Sue: I like sessions where great sources are mentioned where you can follow up with more research especially if they give a PDF with links
Jennifer: I’ve really loved the virtual events during covid. Usually I would be working, making attendance at events difficult. I love that I can participate in an event from home in my PJs
Jennifer: I love learning so genie conferences are a must for me. I found the @ virtual conferences last year and ongoing this year to be very good learning experiences. Great topics, knowledgeable and entertaining presenters and very well organised
Jill: I find the videos on Youtube so useful for honing skills and “Just in time learning”. I can go at my own pace and stop and start the recordings at my leisure.
Sharn: I had a lady admire my jewellery at Rootstech one year. She asked me where I got my lovely beads….. I had to smile. Blogger beads! I’ve had to explain them many times which leads to spreading the word about blogging
A3 I find conferences to wonderful for learning. I especially head to the talks about DNA topics and records for countries I am researching. That and being part of a genealogy community makes attending a conference worth every cent for me #ANZAncestryTime pic.twitter.com/lPyw56mQLA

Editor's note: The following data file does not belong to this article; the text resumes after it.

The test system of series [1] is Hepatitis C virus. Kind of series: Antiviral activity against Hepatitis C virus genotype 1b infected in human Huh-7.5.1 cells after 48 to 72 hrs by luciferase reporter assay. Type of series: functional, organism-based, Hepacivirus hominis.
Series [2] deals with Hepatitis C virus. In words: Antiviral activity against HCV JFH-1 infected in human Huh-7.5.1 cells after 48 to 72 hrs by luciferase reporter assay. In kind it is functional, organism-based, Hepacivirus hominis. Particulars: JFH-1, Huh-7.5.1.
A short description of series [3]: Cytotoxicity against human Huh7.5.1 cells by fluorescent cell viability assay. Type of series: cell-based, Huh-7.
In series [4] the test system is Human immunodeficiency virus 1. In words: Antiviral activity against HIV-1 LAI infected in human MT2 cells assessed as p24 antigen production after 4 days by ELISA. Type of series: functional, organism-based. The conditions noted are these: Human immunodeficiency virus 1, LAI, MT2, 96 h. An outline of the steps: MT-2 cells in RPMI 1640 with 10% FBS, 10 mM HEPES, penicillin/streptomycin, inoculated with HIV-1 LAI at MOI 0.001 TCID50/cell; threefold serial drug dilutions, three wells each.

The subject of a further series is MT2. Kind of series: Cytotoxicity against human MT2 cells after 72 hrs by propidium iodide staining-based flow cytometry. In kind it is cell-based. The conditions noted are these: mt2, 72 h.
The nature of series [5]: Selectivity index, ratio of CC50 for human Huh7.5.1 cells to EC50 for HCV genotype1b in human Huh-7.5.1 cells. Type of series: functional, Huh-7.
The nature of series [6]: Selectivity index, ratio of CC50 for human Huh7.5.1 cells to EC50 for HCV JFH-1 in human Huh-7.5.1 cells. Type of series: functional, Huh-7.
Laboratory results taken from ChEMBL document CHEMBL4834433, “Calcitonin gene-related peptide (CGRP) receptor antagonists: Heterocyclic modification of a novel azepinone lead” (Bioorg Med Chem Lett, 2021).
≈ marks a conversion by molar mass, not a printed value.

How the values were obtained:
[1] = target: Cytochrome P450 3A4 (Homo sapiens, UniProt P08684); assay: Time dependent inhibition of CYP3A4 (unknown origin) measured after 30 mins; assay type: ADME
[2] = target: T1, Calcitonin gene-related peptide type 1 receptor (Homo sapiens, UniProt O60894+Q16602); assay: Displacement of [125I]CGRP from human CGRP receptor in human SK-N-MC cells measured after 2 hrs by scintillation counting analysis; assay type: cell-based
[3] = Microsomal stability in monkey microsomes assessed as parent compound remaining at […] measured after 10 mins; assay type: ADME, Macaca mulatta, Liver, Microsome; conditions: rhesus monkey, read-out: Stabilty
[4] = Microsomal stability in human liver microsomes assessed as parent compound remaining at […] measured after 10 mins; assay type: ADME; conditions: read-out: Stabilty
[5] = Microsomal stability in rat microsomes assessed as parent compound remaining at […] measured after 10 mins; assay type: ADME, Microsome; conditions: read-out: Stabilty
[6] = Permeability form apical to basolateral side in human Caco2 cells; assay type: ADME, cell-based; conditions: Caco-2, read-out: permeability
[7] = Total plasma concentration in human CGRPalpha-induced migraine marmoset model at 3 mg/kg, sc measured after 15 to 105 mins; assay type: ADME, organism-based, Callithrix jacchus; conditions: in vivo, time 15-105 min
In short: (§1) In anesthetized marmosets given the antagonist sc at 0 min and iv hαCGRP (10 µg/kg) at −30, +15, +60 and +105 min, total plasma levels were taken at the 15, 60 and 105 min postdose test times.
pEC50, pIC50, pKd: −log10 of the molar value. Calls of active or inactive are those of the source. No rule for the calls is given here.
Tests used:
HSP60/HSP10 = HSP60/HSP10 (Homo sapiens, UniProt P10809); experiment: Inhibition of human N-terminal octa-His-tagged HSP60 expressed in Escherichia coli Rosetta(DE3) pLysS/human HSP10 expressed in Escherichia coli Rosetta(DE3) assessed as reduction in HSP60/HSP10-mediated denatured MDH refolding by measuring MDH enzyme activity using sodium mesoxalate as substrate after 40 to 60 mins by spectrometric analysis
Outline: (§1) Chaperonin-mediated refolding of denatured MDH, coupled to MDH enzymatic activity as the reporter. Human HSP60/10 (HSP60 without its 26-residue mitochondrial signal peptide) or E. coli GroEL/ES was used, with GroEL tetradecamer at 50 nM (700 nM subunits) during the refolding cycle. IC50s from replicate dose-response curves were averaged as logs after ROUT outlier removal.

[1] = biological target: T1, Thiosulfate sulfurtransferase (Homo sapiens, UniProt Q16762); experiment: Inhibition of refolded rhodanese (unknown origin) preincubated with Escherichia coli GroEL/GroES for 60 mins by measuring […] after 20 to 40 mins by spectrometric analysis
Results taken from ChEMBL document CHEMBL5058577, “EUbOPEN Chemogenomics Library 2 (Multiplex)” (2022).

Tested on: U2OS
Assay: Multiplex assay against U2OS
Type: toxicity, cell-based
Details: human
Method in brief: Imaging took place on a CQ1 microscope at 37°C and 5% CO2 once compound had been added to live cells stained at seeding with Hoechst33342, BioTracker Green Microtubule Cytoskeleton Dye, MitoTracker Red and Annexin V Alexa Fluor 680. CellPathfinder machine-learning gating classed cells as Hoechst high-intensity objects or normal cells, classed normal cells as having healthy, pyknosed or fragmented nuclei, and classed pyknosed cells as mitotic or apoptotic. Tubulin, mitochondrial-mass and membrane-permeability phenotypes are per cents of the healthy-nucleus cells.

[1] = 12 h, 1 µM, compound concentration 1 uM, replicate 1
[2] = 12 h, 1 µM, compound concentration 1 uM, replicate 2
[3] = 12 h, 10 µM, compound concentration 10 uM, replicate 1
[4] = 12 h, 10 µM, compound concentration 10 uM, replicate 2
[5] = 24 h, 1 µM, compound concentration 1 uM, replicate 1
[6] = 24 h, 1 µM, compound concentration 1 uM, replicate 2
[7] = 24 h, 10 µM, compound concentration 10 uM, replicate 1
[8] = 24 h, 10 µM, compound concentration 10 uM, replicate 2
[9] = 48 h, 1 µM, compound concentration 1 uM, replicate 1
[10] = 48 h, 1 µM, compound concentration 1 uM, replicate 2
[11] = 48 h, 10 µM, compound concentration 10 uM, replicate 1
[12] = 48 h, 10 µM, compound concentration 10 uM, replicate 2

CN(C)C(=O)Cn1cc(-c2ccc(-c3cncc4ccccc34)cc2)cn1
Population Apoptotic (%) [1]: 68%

— Sharn White (@SharnWhite) February 23, 2021
SandraG: I work full time so it’s hard to consider any actual events
Pauleen: DNA Down Under was great – so much to learn from very professional speakers and then meeting up with friends outside learning hours. I also got to do some research beforehand at #.
Jill: Being able to visit relevant repositories and ancestral towns and villages was a huge bonus during RootsTech London.
Jill: I like a workshop environment if I am learning a new skill eg technology or how to use a resource, these have to allow attendees to proceed at an individual pace.
Pauleen: # was an example of the benefits of mixing travel and research. With many Down Unders having families from the UK or Ireland, you could see genimates sleuthing ancestral places. Being able to do research or travel is a pivotal for me.
Brooke: I’ve only been to that big one in Sydney; Congress? I didn’t understand the ticketing so got stuck in the Friday newbie lectures. I liked speaking to the exhibitors & met Carol Baxter. I ran up to @ like a goofy fan.